By controlling the fighters and titles, the IBC was able to reap tremendous benefits, especially when it came to the prestigious heavyweight title. Thus, when D'Amato led Patterson to the heavyweight championship in 1956, D'Amato refused to deal with promoters affiliated with the IBC. Having 'The Champ' (whom the public wanted to see) enabled him to call the shots and work with legitimate promoters. It was a bold and daring stance in an environment wrought with collusion and chicanery. But D'Amato's tenaciousness paid off and Patterson became the first fighter to earn a million dollar purse. Eventually, the IBC was investigated by the Senate (Estes) Keefauver Committee and the extent of the corruption was revealed. The IBC was ruled a monopoly and forced to disband, and Carbo was jailed for 25 years.

Soon after, D'Amato found his way to Rhinebeck, NY to train heavyweight Buster Mathis. When his association with Mathis ended, D'Amato sold his Gramercy Gym for $1 (yes, 1 dollar) to trainers Bob Jackson and Al Gavin (the famed cut man who is recently deceased), and moved to the economically depressed town of Catskill where he opened the Catskill Boxing Club above a police station on Main St., in 1970. Because the IBC was reputed to have mob connections, and some of the 'people' that were 'involved' were still around... D'Amato chose to leave NYC. Of his decision, D'Amato was quoted as saying: "I wasn't paranoid. I just assumed that they would hurt me if they could, and I acted accordingly."

Ewald and D'Amato then bought an old 2 story, 13 room Victorian mansion. The house is a few miles away from the gym and is situated on the beautifully scenic Hudson River and located off a clandestine road where it's secretly tucked away at the end of a treacherously long, narrow and winding dirt path. After Ewald's death, the house was sold to a lawyer from NYC.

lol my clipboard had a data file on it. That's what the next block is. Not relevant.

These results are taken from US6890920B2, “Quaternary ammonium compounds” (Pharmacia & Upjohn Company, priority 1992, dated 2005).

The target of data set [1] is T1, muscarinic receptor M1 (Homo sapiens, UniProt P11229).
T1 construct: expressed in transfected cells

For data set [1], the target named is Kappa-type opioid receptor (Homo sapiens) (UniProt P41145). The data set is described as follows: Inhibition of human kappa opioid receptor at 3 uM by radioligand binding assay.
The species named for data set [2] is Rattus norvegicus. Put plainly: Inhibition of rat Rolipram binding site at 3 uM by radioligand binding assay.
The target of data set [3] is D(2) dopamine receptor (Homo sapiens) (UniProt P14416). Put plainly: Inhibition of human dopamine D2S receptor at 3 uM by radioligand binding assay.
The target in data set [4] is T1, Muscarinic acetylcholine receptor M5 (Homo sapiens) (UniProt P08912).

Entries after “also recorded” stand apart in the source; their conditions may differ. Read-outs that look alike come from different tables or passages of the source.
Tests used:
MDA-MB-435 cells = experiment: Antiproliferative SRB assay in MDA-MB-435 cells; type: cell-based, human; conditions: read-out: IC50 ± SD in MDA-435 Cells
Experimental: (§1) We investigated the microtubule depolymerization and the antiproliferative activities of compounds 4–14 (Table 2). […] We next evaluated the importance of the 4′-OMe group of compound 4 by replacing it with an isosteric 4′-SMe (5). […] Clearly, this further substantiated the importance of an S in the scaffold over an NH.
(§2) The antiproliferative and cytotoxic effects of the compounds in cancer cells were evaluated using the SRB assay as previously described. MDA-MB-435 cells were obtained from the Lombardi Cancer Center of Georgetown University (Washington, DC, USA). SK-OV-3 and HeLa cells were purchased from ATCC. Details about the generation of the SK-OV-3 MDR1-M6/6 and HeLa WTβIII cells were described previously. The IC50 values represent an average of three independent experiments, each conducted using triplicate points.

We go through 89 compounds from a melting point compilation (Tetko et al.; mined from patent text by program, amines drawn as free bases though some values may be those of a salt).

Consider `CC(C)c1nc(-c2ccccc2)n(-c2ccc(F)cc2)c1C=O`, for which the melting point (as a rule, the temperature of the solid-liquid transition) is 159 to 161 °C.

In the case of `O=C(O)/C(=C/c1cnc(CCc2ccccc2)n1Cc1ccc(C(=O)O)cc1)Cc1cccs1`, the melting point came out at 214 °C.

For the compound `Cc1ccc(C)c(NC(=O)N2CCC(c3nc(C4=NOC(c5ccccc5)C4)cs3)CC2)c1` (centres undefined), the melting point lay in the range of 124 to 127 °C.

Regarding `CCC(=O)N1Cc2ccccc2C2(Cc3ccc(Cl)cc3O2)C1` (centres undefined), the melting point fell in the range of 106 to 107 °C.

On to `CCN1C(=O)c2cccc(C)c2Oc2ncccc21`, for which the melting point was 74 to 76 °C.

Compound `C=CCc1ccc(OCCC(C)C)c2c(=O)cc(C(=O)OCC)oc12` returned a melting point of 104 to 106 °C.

D'Amato's intentions were simple - to help troubled and underprivileged kids straighten out their lives through boxing. Among them was 19 year old Kevin Rooney, a 1975 NY Golden Gloves champ and product of a broken, alcoholic home in Staten Island. Rooney became a loyal and dedicated student of D'Amato - who (after his death) passed the torch on to Rooney and who later led Tyson to a championship. To this day, Rooney operates the Catskill Boxing Club and carries on the D'Amato tradition of training anyone who steps through the gym doors... for free.

By opening his home to these kids, D'Amato hoped to not only develop a fighter, but a person of character as well. All D'Amato asked for in return was for them to contribute to the upkeep of the house. With D'Amato's vast knowledge of boxing and the financial backing of his good friends Bill Cayton and Jim Jacobs (2 savvy businessmen and boxing enthusiasts), a great collaborative effort was firmly in place in the quiet confines of Catskill, NY.

Then late in October of 1985, a year before Tyson claimed the heavyweight title from Trevor Berbick, D'Amato collapsed at a boxing convention in Upstate NY. He was hospitalized in Albany and diagnosed with having a rare form of pneumonia. At the behest of Jacobs, D'Amato was then transferred to Mt. Sinai Hospital in NYC where Doctors induced coma to combat his illness. Having never emerged from that coma, D'Amato passed away on November 4, 1985 at the age of 77 of interstitial pulmonary fibrosis. The pall bearers at D'Amato's funeral included: Jim Jacobs, Floyd Patterson, Jose Torres, Mike Tyson, Kevin Rooney and Jay Bright.